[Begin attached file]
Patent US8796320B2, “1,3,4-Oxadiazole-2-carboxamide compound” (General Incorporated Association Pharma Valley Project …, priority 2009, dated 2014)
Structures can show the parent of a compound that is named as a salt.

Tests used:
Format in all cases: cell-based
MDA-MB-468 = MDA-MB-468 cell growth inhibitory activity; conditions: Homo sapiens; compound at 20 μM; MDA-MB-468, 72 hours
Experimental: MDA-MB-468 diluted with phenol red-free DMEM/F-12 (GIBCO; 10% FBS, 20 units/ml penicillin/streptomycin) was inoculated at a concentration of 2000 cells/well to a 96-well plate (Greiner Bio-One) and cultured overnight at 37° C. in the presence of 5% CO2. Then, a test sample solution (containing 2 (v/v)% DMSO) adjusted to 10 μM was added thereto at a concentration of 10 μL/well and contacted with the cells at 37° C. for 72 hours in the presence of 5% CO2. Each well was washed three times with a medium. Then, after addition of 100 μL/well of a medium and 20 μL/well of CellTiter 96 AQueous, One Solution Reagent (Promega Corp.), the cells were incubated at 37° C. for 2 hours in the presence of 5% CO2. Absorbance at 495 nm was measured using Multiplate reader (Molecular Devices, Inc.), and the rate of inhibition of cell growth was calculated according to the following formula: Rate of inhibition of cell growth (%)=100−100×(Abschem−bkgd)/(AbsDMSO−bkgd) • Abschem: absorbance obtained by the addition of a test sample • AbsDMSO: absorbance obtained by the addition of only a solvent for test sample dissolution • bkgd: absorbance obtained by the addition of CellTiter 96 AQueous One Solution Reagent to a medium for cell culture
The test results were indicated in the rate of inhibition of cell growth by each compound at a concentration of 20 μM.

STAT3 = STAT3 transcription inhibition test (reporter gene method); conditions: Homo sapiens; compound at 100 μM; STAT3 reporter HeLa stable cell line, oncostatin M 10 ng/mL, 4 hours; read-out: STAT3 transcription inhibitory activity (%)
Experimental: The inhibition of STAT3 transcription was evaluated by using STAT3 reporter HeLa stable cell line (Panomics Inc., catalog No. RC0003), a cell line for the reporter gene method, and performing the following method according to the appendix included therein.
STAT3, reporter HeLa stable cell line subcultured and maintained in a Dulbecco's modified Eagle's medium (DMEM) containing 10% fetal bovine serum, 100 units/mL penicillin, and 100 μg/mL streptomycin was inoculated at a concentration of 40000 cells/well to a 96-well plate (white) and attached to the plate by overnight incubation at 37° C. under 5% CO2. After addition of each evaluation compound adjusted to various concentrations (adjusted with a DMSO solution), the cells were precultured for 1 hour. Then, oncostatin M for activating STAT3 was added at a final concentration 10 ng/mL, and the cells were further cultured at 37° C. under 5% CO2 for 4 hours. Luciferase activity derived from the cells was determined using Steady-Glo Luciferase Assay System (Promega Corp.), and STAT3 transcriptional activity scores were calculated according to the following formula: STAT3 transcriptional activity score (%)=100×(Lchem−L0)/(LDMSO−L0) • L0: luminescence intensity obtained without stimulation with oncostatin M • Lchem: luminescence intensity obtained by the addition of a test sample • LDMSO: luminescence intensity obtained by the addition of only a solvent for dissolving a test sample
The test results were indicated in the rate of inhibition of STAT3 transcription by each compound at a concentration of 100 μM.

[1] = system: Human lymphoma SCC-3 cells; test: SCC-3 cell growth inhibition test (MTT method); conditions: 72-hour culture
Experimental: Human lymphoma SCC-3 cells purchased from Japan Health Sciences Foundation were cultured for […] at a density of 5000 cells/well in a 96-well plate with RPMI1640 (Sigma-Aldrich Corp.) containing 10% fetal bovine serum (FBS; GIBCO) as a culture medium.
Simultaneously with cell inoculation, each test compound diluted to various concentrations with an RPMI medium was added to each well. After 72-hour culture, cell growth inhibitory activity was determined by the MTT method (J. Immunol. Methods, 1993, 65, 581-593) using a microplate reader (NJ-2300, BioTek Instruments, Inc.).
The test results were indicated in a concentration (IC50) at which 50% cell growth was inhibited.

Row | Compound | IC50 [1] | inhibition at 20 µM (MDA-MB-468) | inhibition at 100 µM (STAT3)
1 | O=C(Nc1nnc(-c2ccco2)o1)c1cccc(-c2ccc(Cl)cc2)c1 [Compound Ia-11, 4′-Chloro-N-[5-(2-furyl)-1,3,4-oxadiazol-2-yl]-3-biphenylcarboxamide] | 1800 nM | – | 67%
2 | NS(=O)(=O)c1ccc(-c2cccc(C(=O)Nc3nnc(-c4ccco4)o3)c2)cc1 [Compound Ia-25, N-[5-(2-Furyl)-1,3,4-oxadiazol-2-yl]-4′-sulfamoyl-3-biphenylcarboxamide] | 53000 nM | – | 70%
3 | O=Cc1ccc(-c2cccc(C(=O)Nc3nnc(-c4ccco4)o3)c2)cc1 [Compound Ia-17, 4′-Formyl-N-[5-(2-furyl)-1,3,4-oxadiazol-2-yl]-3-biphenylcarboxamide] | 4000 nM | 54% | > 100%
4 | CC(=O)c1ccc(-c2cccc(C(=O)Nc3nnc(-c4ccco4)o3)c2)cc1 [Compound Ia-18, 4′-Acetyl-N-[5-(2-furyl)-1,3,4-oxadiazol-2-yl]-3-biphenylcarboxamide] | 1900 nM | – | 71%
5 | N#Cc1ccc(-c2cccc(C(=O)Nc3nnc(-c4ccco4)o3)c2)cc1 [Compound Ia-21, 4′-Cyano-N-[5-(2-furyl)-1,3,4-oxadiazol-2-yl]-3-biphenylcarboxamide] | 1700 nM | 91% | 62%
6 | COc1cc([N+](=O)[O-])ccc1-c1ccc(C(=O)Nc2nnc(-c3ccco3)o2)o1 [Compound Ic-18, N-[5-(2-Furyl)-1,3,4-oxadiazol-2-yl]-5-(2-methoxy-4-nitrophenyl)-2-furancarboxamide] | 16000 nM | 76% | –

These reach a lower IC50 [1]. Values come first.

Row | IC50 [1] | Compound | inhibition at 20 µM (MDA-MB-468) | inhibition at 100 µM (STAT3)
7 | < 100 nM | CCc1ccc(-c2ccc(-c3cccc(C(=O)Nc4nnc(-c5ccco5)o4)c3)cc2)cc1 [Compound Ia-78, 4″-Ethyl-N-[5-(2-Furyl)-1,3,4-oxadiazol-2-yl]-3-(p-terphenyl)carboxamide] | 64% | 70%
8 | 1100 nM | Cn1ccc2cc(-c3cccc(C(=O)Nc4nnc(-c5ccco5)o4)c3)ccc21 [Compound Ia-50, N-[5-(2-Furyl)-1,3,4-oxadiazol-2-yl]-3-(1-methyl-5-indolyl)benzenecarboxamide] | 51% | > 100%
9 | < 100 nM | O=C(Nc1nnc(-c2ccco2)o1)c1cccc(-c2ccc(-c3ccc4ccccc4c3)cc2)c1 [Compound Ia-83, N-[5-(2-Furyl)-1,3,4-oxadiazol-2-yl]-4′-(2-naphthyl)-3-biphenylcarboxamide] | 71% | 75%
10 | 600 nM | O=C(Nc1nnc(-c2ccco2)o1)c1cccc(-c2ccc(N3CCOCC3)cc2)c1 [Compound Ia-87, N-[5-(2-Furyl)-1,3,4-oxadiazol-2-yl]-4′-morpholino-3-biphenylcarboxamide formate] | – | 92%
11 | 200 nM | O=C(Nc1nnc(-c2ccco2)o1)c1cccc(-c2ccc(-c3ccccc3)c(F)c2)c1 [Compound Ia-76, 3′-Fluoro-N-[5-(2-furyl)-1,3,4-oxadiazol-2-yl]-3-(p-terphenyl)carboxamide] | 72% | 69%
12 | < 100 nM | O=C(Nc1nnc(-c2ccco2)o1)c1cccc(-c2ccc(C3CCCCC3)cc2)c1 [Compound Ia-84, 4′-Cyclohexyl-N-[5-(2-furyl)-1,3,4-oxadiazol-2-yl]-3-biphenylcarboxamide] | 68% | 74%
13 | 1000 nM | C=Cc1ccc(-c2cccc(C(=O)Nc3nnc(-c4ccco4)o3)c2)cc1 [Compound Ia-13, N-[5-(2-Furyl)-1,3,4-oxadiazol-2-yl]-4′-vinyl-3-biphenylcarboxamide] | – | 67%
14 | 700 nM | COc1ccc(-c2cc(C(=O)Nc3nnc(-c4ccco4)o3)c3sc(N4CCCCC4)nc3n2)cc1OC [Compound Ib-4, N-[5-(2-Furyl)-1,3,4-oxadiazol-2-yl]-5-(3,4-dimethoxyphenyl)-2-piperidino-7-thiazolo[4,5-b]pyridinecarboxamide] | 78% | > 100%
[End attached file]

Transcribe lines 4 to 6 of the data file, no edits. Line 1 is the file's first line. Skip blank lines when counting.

Format in all cases: cell-based
MDA-MB-468 = MDA-MB-468 cell growth inhibitory activity; conditions: Homo sapiens; compound at 20 μM; MDA-MB-468, 72 hours
Experimental: MDA-MB-468 diluted with phenol red-free DMEM/F-12 (GIBCO; 10% FBS, 20 units/ml penicillin/streptomycin) was inoculated at a concentration of 2000 cells/well to a 96-well plate (Greiner Bio-One) and cultured overnight at 37° C. in the presence of 5% CO2. Then, a test sample solution (containing 2 (v/v)% DMSO) adjusted to 10 μM was added thereto at a concentration of 10 μL/well and contacted with the cells at 37° C. for 72 hours in the presence of 5% CO2. Each well was washed three times with a medium. Then, after addition of 100 μL/well of a medium and 20 μL/well of CellTiter 96 AQueous, One Solution Reagent (Promega Corp.), the cells were incubated at 37° C. for 2 hours in the presence of 5% CO2. Absorbance at 495 nm was measured using Multiplate reader (Molecular Devices, Inc.), and the rate of inhibition of cell growth was calculated according to the following formula: Rate of inhibition of cell growth (%)=100−100×(Abschem−bkgd)/(AbsDMSO−bkgd) • Abschem: absorbance obtained by the addition of a test sample • AbsDMSO: absorbance obtained by the addition of only a solvent for test sample dissolution • bkgd: absorbance obtained by the addition of CellTiter 96 AQueous One Solution Reagent to a medium for cell culture